Thursday, August 16, 2007
The planet Vulcan has been discovered! In fact, it was discovered and rediscovered well over 100 years ago and it carries an important message about the nature of science.
The French astronomer Urbain Jean Joseph Le Verrier predicted, in 1859, the existence of a planet (or numerous small planets) inside Mercury's orbit. The proposed planet was quickly dubbed "Vulcan." Just in case anyone might think Verrier was just passing moonshine, he had experienced some success in that field before, having correctly predicted, in 1846, the existence of Neptune, based on the orbital anomalies of the then known planets.
The reason he predicted the existence of Vulcan was an anomaly in the orbit of Mercury known as the precession of the perihelion. In short, Mercury's orbit shifts slightly after each turn about the sun. This might not seem to be such a great problem ... except that Newtonian mechanics couldn't account for such behavior.
The issue is why, given such a clear problem with Newton's mechanics, did scientists go looking for planets in a place that they were unlikely to be able to hide all that well, instead of looking for errors in Newton's theories? Even more so, why did comments such as the following, based on the work of a German astronomer, show up in an engineering magazine of 1876:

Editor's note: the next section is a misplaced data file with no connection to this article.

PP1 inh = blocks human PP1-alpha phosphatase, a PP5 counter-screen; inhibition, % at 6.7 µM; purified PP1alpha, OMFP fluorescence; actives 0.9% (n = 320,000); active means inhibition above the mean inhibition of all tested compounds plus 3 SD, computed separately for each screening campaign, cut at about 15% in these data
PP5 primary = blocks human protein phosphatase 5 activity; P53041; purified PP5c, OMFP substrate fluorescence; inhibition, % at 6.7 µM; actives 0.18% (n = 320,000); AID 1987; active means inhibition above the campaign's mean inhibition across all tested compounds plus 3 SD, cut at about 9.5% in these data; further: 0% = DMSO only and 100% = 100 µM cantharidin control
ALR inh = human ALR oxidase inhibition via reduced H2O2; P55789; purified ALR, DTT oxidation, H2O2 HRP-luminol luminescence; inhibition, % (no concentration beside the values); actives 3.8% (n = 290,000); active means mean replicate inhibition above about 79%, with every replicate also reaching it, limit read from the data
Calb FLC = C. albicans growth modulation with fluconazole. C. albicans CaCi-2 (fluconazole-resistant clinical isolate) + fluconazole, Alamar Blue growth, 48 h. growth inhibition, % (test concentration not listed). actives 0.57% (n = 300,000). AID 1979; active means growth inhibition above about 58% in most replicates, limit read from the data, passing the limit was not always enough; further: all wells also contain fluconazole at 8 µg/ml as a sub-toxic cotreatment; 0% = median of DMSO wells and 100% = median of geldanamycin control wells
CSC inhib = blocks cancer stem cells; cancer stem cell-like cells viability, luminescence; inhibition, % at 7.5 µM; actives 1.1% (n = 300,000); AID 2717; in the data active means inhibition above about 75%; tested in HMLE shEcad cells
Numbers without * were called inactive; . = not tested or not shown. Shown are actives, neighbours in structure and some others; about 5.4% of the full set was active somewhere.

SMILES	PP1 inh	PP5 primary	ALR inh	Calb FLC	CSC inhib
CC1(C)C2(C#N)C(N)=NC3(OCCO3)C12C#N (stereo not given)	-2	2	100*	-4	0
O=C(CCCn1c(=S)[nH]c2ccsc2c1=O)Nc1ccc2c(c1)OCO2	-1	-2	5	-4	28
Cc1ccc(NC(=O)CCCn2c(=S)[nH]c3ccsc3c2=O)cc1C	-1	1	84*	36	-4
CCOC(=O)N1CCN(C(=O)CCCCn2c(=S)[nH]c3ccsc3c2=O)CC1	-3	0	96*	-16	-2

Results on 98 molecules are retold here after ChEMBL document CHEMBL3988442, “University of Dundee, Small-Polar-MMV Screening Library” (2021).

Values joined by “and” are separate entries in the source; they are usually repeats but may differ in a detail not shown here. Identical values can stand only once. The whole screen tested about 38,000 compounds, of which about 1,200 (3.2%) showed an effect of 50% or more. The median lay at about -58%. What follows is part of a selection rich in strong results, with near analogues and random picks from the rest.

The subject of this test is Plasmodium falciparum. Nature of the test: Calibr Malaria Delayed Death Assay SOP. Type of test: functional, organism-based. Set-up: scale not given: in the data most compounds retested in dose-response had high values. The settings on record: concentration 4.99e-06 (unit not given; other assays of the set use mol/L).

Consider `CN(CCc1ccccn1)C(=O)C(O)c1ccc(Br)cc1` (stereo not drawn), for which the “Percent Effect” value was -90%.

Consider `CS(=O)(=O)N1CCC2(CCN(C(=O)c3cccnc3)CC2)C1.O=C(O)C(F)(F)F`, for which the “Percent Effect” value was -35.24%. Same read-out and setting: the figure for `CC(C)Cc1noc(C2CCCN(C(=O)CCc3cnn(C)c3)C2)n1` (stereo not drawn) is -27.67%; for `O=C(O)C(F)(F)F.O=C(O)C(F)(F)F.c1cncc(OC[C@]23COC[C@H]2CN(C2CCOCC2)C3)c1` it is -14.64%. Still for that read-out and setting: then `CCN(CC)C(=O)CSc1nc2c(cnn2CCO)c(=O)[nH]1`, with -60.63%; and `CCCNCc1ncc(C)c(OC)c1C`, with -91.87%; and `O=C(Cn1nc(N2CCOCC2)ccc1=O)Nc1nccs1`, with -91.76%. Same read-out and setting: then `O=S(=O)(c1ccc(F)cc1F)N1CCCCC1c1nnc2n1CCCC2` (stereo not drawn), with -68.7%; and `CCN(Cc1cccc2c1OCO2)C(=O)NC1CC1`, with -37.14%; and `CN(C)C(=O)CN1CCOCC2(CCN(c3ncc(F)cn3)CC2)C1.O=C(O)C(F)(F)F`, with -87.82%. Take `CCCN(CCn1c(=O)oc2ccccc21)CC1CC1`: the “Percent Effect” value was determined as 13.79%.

Our text-books on astronomy will have to be revised again, as there is no longer any doubt about the existence of a planet between Mercury and the sun.The fact is that science is both conservative and conservational. It is slow (for relative meanings of the word) to adopt a theory and, once one works well at explaining phenomena, it is slow to discard it. In a process known as the Duhem–Quine thesis, scientists will, when faced with anomalous results that challenge an otherwise successful theory, begin to test the bundle of background theories and assumptions that all theories rest on. In the case of Newton's mechanics, the anomalous behavior was ascribed to a highly elusive planet for some 50 years, until Einstein came along to explain that the problem lay with Newton.
And what is more ... that's the way it should be. In modern science, the flow of information often far exceeds the available time in which to incorporate it properly into theory. If each and every new bit of data was taken to upset the entire applecart, science would be constantly thrown from pillar to post. That is among the errors of those who point to the latest finds in humanoid fossils as being grounds for being "skeptical of a theory that seems to be in constant flux." In point of fact, it's not a sign of distress that discoveries are being constantly made and our understanding bettered, it's a sign of the robust health of evolutionary theory.